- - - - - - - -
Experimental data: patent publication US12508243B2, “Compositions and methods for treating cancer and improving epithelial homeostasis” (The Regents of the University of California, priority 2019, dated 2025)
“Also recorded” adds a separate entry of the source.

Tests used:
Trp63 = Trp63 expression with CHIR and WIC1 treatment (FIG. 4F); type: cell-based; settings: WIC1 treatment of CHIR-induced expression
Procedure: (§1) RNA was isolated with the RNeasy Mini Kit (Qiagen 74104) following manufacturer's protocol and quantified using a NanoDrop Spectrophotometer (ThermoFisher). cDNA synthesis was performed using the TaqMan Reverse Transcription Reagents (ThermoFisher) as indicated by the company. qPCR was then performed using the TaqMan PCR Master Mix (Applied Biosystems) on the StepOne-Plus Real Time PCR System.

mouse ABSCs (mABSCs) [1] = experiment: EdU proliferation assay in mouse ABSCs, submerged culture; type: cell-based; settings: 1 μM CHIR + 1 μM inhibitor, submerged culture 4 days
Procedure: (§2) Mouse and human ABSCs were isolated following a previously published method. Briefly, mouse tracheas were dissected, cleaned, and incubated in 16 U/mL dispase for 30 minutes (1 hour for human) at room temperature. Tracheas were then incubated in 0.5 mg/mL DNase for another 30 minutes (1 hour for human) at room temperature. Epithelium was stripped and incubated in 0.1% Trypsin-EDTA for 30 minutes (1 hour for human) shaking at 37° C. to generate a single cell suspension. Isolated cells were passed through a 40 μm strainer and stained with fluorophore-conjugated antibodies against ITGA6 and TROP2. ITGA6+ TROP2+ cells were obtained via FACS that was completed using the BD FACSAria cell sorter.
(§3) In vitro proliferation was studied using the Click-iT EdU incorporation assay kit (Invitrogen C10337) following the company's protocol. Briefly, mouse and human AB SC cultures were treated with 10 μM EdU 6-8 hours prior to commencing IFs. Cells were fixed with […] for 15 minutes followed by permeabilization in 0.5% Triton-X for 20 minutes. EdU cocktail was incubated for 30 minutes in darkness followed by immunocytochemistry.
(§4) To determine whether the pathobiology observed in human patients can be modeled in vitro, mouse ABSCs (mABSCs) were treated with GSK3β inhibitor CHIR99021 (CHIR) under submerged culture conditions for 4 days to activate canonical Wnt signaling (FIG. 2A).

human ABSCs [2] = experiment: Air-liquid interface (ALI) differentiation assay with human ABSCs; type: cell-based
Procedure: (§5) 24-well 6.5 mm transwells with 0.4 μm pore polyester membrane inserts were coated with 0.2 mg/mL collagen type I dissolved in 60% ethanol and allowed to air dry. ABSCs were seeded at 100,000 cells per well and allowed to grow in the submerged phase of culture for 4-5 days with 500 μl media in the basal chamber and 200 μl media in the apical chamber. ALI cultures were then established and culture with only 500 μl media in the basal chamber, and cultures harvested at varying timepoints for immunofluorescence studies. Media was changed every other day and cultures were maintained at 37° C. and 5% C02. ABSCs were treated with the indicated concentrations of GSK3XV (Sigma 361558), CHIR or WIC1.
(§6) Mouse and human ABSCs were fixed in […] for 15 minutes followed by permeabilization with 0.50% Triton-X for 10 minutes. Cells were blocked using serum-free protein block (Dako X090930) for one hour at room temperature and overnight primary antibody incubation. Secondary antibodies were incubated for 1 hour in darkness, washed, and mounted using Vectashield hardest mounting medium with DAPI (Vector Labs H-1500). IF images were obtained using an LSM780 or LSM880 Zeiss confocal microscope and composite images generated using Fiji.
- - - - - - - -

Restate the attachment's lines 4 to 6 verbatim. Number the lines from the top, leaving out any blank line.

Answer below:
Trp63 = Trp63 expression with CHIR and WIC1 treatment (FIG. 4F); type: cell-based; settings: WIC1 treatment of CHIR-induced expression
Procedure: (§1) RNA was isolated with the RNeasy Mini Kit (Qiagen 74104) following manufacturer's protocol and quantified using a NanoDrop Spectrophotometer (ThermoFisher). cDNA synthesis was performed using the TaqMan Reverse Transcription Reagents (ThermoFisher) as indicated by the company. qPCR was then performed using the TaqMan PCR Master Mix (Applied Biosystems) on the StepOne-Plus Real Time PCR System.

mouse ABSCs (mABSCs) [1] = experiment: EdU proliferation assay in mouse ABSCs, submerged culture; type: cell-based; settings: 1 μM CHIR + 1 μM inhibitor, submerged culture 4 days